Unfortunately, Cotta Vaz does not build upon this strong basis. He is interested in personal trajectories much more than in companies, structures and markets. The apparent contradiction between his sympathetic portrayal of progressive decision makers at DC Comics since the 1980s (Jenette Kahn, Paul Levitz) and the callousness of the company in dealing with Siegel and Shuster is never explained for instance. Similarly, the all-important transformation of both Marvel and DC into parts of entertainment conglomerates in the late 1960s is mentioned but not central to the narrative. This exclusive emphasis on the individual creator is perhaps best demonstrated by a marginal example: Cotta Vaz summarizes Wallace Wood’s autobiographical short story “My World” (1953) as a “manifesto” by the artist [307], while neglecting to note that the story was written by Wood’s usual editor (Al Feldstein) in a format fully defined by the publisher. At times, this disregard for structural forces even leads the author to questionable simplifications in his historical accounts. For instance, he is close to resurrecting the discredited view of Wertham as the nemesis of comic books, ignoring the existing scholarship on the subject, apart from Hadju’s The Ten-Cent Plague. In his discussion of the 1950s and 1960s, he also fails to mention the name of Dell, the largest publisher of the era, but includes an admittedly striking anecdote about the tragic death of a crime comics writer.

These shortcomings are all the more apparent when comparing the book to Shawna Kidman’s Comic Books Incorporated : How the Business of Comics Became the Business of Hollywood (UP California, 2019). The two books cover a similar period, have parallel goals, and to a certain extent examine the same legal proceedings (Siegel and Shuster, Kirby). However, Kidman never loses track of the context, not only of the comic book industry but also of the culture industry as a whole, and offers a questionable but cohesive discussion of the system in which comics creators partake. Comic books incorporated even warns academics and critics against the temptation of personalizing the industry too much, urging them to focus on structure and institutions instead.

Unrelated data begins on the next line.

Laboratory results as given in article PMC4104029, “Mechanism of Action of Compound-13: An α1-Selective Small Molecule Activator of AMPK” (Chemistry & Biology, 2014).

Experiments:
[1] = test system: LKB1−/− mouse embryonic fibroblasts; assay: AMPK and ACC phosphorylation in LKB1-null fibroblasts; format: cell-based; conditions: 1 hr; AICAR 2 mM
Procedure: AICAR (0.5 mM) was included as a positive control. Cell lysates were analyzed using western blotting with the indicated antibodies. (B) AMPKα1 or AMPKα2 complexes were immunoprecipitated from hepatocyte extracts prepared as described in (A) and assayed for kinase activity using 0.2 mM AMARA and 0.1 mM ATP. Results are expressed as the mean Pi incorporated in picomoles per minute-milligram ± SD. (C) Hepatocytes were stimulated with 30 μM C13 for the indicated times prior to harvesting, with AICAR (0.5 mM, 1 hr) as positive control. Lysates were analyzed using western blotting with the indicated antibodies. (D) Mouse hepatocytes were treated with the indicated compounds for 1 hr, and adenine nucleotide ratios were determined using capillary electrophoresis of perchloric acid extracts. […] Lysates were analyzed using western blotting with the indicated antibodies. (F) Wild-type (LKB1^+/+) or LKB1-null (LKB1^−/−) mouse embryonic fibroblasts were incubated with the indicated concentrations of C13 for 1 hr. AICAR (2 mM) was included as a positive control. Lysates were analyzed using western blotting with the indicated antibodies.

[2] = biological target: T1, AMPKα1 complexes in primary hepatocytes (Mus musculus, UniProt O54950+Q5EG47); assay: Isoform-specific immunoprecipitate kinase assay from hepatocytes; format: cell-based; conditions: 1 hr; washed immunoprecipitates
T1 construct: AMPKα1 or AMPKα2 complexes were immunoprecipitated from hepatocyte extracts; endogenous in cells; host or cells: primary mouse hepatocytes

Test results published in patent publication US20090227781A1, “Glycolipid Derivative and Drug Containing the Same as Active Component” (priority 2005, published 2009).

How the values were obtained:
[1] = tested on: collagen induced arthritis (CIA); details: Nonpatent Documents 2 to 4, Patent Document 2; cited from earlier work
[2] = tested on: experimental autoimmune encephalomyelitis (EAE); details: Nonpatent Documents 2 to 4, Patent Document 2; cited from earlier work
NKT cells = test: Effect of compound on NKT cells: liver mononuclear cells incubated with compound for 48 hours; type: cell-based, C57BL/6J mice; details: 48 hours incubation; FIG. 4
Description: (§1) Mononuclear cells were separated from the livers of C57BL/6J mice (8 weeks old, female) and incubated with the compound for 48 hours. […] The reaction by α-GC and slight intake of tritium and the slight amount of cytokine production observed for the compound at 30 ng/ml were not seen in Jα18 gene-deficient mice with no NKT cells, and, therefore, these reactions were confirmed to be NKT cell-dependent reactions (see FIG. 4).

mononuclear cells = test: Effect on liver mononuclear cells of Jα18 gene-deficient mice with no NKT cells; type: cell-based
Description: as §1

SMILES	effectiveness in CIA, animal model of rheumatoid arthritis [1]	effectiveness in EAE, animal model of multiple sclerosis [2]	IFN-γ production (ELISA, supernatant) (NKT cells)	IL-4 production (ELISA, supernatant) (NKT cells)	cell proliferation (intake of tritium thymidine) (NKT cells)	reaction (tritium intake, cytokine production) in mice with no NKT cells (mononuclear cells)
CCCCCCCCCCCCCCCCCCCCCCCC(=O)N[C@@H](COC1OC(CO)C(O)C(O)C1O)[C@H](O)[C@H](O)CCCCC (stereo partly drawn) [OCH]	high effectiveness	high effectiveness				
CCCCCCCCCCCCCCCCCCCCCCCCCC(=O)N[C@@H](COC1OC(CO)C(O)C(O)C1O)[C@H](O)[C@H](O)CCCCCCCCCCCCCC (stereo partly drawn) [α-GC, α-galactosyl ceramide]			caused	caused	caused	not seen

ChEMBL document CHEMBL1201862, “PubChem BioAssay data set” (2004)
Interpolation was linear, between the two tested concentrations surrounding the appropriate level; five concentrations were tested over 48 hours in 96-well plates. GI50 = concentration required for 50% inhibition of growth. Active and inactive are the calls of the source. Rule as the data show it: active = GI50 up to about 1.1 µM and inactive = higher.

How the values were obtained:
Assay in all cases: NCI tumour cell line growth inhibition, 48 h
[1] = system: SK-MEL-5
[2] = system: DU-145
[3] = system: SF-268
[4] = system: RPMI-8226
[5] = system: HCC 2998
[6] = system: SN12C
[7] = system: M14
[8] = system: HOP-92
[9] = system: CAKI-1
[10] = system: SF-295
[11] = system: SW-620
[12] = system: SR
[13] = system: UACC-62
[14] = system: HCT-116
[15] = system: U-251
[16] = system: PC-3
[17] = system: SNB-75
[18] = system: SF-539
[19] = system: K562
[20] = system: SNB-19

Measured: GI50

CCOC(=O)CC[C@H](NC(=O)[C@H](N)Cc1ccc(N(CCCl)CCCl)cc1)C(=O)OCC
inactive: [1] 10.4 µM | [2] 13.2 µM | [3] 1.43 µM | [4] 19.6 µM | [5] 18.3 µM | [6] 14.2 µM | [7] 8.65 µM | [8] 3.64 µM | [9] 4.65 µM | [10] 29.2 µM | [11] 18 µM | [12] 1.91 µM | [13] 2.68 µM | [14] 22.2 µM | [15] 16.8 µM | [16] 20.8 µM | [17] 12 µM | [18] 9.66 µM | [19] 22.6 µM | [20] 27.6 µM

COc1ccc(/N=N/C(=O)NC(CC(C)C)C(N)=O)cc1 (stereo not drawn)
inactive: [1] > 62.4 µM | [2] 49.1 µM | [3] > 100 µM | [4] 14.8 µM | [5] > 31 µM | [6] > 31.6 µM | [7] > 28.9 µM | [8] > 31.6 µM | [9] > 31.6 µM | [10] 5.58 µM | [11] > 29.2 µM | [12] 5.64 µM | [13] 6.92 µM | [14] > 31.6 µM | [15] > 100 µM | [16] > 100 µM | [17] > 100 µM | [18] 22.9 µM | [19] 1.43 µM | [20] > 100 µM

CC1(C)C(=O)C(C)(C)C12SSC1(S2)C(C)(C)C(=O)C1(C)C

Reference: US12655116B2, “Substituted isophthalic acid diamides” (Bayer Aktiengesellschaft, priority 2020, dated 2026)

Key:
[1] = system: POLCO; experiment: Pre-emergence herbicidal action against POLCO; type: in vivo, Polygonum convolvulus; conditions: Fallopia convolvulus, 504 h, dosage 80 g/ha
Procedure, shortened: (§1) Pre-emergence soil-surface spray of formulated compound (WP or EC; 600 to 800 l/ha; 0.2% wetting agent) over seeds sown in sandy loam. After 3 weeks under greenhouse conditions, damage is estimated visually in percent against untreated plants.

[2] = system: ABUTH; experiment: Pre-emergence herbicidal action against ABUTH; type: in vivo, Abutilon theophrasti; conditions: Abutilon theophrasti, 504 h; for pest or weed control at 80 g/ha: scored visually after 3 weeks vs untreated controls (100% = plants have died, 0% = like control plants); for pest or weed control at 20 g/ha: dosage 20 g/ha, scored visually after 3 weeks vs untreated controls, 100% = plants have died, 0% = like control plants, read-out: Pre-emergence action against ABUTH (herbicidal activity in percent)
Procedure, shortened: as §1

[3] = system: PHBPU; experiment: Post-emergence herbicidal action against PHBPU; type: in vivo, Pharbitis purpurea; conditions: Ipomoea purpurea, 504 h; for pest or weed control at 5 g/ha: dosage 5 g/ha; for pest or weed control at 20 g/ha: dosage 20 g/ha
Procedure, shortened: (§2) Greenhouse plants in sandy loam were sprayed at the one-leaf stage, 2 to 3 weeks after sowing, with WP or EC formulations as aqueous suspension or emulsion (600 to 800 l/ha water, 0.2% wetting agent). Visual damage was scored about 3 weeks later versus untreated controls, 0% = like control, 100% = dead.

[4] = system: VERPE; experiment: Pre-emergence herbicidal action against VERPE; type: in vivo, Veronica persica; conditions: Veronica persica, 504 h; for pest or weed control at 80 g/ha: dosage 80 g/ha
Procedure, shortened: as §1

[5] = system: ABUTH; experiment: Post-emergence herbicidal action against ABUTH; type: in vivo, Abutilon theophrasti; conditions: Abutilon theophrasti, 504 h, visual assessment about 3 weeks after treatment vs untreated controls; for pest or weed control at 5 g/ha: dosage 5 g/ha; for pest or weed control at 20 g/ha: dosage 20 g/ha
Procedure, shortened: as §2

Empire of the Superheroes does not heed that warning. While embracing complexity and seeking to disentangle intricate intellectual property disputes, its focus remains squarely on the individuals and on the consistency of its narrative (later mentions of Captain Marvel are irrelevant historically, for instance, but they reinforce the structure of the story by providing a coda to the Superman / Captain Marvel trial). This makes for a compelling book, and as such, a useful introduction the profound inequity of labor relations at major comics publishers, but its focus on the affective dimension of these conflicts also severely limits its explanatory power and its use for readers already familiar with the basic facts.